Spurgeon is also very versatile, as the Wild utilize him regardless of the situation. He has been a staple on the power play and penalty kill throughout his career. While he’s very effective on special teams, it’s worth noting that he’s known for being one of the top defensemen at even strength.
According to PuckIQ, Spurgeon has faced 36.9 percent of his ice time against “elite” competition since 2014-15. That’s considerably high, so playing difficult minutes is something he can add to his résumé too.
Spurgeon has 21.1 wins above replacement (WAR) — a metric that estimates how many wins a player is worth compared to a replacement-level player — since entering the league as a rookie in 2010. Since his arrival to the league, that number ranks fifth highest in the league, just behind Victor Hedman, Mark Giordano, Alex Pietrangelo, and Ryan Ellis. That truly encompasses the value he has brought to this franchise so far in his career.
It’s pretty amazing that he only has 120 penalty minutes in 707 games, and it’s because of his positional play and his ability to strategically defend.
His 707 games played ranks third all-time, and assuming he remains in Minnesota for the remainder of his career, he will eventually pass Koivu and become the sole holder of the games played category. He leads all defensemen in franchise history in goals (89), power play goals (32), game-winning goals (15), blocked shots (1,199), and hits (615). Furthermore, among defensemen, he is third in franchise history in plus/minus (48) and second in shots (1,150).
Why Is Spurgeon Deserving?
There should be no questions whether or not Spurgeon is deserving of the fifth spot in the all-time list. The only question is whether he should be ranked higher, which there is an argument that he should be regarded as the best defenseman in team history. From development camp invitee to currently the longest-tenured player in the organization, Spurgeon has been an elite blueliner in his time in Minnesota.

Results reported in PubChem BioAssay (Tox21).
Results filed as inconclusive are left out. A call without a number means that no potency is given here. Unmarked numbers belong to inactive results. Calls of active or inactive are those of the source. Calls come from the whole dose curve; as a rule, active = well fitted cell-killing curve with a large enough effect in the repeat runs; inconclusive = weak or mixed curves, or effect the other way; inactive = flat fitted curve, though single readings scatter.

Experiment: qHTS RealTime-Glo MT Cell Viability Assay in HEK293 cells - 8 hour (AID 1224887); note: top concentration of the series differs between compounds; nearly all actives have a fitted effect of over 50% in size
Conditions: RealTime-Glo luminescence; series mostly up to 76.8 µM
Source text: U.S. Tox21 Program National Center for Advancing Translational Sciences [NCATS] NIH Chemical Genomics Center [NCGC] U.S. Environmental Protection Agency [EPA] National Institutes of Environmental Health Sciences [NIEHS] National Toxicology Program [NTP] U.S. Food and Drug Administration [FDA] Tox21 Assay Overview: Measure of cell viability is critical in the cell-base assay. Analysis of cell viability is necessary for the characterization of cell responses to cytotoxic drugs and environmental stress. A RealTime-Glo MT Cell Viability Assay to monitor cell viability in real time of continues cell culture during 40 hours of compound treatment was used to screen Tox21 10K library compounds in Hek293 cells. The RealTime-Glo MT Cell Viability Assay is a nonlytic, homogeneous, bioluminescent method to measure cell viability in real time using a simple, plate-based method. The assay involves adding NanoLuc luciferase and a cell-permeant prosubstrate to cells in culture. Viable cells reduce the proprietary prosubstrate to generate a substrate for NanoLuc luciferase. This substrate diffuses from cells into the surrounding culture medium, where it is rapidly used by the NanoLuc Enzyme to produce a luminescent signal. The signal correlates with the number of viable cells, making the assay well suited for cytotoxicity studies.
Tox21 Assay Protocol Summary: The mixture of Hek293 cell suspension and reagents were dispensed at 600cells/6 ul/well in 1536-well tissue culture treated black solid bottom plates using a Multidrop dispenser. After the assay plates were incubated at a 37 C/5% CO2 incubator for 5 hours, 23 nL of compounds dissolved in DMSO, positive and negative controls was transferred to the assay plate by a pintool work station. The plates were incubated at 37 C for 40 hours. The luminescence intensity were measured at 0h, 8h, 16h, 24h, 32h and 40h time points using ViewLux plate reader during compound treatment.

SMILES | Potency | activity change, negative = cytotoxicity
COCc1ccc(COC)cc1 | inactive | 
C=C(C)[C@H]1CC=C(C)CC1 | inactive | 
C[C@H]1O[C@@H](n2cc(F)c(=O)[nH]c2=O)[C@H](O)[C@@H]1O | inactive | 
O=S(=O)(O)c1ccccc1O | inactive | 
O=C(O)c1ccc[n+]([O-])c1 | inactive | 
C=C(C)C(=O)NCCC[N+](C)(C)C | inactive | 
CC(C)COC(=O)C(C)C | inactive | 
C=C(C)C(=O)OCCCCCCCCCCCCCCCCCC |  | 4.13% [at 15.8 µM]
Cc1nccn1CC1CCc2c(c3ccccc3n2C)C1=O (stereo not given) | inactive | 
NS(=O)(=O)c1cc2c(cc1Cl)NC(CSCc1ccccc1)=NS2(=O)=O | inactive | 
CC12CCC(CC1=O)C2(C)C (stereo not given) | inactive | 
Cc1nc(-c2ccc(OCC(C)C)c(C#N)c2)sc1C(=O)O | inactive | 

Whether it’s the analytics or the eye test, he is one of the best defensemen in the league. His impact is evident, and the value he brings is immense.
Spurgeon is finally getting national recognition thanks to analytics, but that hasn’t kept him from getting rewarded. He has received votes for the Lady Byng Trophy in eight different seasons, finishing as high as second place this past season. The trophy is awarded to the player “adjudged to have exhibited the best type of sportsmanship and gentlemanly conduct combined with a high standard of playing ability.” That’s pretty impressive and speaks volumes. Furthermore, he has received votes for the Norris Trophy — awarded to the best defensemen in the league — in three different seasons.
Spurgeon is the type of defenseman that every team desires. He is a near-perfect player and does everything right with and without the puck. There is one thing for sure, and it’s that he’s arguably the biggest success story in franchise history.